(PhysOrg.com) -- In what many are describing as a game-changer, Tabula Inc. has closed on $108 million in investment funds from Greylock, NEA, Benchmark Capital and others, to bring to market its 3PLD ABAX programmable chips that have thus far proven to be both faster and less costly than competitors, Xilinx and Altera, makers of the larger, more cumbersome, field programmable gate arrays (FPGAs).
Tabula has achieved a new milestone in the development of reprogrammable chips by creating a chip that is not only reprogrammable, but is able to mimic how a 3-D chip might operate if one were available for use in real world conditions. Currently, FPGAs are somewhat sluggish compared to pre-programmable chips due to the larger footprint required for the reprogrammable components. Tabula has figured out a way around this problem by creating chips that are able to behave as a 3-D, or layered chip, by using a virtual swapping technique. In the announcement, Steve Teig, CTO of the company, likens it to a person stepping into an elevator, then instead of the elevator moving between floors (layers) someone moves all the furniture around on the current floor before the doors can open once again, giving the appearance of having traveled to another floor. The chip is capable of addressing up to eight different virtual layers, or folds, as the company calls them, at up to 1.6 Gigahertz.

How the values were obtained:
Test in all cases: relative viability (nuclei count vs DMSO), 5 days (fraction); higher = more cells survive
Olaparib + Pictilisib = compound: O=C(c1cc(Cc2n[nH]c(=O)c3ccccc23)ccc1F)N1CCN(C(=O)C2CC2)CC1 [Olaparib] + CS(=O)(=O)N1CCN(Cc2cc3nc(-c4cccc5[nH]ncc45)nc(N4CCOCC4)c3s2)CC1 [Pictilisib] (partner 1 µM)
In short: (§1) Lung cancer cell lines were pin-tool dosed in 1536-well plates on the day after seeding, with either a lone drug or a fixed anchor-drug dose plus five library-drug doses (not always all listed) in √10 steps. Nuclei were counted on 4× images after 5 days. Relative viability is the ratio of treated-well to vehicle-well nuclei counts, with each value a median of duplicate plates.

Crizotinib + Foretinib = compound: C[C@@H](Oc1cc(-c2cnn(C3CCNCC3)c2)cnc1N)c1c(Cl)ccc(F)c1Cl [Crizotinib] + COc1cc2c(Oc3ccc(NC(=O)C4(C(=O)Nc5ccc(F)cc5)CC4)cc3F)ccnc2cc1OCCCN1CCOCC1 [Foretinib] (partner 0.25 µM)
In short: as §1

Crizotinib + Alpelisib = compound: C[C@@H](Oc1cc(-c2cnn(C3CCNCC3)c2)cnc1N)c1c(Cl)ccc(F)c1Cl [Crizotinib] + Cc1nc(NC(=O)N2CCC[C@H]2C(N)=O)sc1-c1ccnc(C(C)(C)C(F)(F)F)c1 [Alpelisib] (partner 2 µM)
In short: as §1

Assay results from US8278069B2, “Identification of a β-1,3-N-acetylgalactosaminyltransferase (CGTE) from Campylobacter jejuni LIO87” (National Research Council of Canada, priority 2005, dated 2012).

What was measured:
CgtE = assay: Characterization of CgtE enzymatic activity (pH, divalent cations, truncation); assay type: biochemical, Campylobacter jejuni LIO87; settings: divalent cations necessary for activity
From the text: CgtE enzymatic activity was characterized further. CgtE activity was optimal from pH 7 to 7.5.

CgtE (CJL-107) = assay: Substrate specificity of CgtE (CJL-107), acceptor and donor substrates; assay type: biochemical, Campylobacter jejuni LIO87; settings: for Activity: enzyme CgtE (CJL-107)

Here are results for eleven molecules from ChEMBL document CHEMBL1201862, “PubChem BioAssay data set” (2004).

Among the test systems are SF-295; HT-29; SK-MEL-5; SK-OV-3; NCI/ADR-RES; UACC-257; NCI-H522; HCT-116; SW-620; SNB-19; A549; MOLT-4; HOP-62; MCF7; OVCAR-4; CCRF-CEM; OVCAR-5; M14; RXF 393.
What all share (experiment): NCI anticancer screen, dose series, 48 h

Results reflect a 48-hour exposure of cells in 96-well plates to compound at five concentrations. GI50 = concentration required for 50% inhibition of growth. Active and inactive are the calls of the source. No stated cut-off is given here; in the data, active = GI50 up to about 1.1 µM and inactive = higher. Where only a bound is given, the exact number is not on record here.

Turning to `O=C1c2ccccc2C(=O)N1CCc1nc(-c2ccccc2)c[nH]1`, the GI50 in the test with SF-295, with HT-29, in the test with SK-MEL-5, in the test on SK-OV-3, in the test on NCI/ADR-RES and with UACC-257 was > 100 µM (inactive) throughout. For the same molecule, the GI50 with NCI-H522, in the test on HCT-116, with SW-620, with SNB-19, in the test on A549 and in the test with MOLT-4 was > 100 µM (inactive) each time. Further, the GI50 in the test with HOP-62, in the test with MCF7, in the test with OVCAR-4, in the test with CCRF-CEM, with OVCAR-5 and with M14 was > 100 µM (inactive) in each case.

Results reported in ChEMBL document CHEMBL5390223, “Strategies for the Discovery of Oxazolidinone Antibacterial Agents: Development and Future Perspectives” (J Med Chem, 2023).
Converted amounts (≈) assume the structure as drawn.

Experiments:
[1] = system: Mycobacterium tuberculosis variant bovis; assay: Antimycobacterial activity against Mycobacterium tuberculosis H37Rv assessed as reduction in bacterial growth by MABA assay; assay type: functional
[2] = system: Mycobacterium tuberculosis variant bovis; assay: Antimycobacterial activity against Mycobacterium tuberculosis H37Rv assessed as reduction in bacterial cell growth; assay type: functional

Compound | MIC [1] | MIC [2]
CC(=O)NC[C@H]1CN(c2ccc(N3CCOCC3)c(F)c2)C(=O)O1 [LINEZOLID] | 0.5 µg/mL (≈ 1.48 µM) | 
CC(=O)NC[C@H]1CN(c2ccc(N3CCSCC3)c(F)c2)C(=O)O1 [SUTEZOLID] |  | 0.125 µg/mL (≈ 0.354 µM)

FPGAs have traditionally been used in high-end equipment, such as MRI scanners, due to their high cost; but with this announcement comes the promise of reprogrammable chip sets being installed in everyday appliances, such as HDTVs and computers; an idea worth noting mainly for the fact that it should result in reducing consumer prices of these devices. This is because one of the major costs of electronic equipment is the huge over-head development outlays currently required for designing dedicated chip-sets.
Devices with reprogrammable chip-sets could conceivably be updated over the internet, much as software updates are now done, thus giving new life to an aging product, and delaying its inevitable obsolescence, saving consumers even more money.
The $108 million is the largest round in a decade for a chip maker, and is perhaps a signal that investors are not just bullish on Tabula, but on the future of tech companies in general after a slight decline during the past few years of economic turbulence.
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